Getting a medical degree

Getting a medical degree
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A passion for humanitarian work and a desire to help others are what motivated Sonia Wu to pursue medicine. Having just started her second year, Sonia is finally getting comfortable juggling the responsibilities of medical school. Here, she shares some advice on how to stick with it and succeed.

“Nothing prepares you for the endless challenge and intense learning pace,” Sonia is quick to admit. It’s no secret—you need nerves of steel to earn a medical degree. It’s a long-term commitment that requires at least six years of study, on top of solid time management and more than a few sacrifices. She keeps track of it all in a digital calendar synced with her computer and phone. Everything, even her sleep schedule, goes in this precious tool.

Don’t give up your passions

Quitting her hobbies was out of the question. Between long hours studying, her commitment to the students’ association and her part-time research job, Sonia still makes time to coach her school’s cheerleading squad and go to violin lessons. “I think it’s important to balance your academic and personal lives.”

To do this, you have to be able to make choices and stick with them. “Occasionally, I have to turn down invitations to go out with friends,” she adds.

Sonia acknowledges that, sometimes, she has a dip in motivation, which is normal. When this happens, her strategy is to remind herself why she wants to become a doctor. “I want to help others and make a difference in their lives.”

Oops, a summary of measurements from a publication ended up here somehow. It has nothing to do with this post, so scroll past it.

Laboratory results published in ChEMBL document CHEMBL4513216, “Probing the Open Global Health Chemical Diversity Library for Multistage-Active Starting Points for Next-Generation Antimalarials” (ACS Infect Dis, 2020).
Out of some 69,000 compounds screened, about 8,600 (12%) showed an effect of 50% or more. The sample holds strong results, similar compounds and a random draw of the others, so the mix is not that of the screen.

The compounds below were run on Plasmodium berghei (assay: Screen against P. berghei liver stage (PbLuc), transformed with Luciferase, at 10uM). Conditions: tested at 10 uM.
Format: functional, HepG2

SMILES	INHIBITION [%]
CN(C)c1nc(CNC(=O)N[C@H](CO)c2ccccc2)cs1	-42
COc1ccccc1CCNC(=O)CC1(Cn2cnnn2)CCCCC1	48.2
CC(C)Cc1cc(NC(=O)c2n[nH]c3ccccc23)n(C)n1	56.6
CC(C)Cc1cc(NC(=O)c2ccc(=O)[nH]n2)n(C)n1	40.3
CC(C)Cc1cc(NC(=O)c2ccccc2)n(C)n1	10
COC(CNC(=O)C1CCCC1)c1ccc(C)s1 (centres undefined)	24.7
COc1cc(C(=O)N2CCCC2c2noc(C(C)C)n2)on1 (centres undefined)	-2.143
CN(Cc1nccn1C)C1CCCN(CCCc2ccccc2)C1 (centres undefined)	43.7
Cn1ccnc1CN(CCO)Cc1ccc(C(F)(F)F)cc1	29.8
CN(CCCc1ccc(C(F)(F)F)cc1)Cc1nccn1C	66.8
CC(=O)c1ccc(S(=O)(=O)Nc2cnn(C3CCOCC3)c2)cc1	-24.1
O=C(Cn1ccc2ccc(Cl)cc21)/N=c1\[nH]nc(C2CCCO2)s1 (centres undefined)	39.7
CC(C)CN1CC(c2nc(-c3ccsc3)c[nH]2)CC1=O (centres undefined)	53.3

Share with your peers

Given that medical school is so intense, Sonia suggests finding other students with whom you can talk – they’re going through the same thing, so it will be easier for them to understand the high level of commitment required by your studies.

“There’s always a classmate that I can talk to, and that’s how we keep each other motivated. There is a lot of support in my group, and everyone encourages each other to keep going and work harder. We have a great group dynamic.”

Contrary to what some might think, there is a lot of mutual support among the students. “Each person is working hard to get into their speciality, but that pushes everyone to work harder, to be better. It’s healthy competition!”

Prepare yourself financially

Given the number of years of study involved, Sonia is aware that getting a medical degree requires good financial planning. It’s important to establish both a plan and a budget.

Sonia knew that her schedule would not allow her to have a typical student job. “I spent a few summers working before starting medical school, so I could put some money aside.”

In addition to saving, Sonia decided to continue living with her parents. “I don’t have many expenses and my part-time research job helps me earn a little money.”

Sonia also applied to scholarship programs. She snagged a few research scholarships and these provide her with additional income.

Don’t forget how lucky you are

Medicine is a very in-demand discipline, and Sonia never forgets how lucky she is to develop her skills in a field she loves – even if she worked really hard to get there.

What really excites her is the volume of knowledge she is acquiring. “The pace of theoretical learning is ultra-fast. From the outside, it may seem tedious, but when I think about everything I’ve learned, I know the effort is worth it.”

The level of intellectual stimulation and the human side of her chosen field are what really motivate Sonia: By deepening her theoretical know-how, she’ll be able to establish great relationships with her patients.

Edited on 20 August 2018

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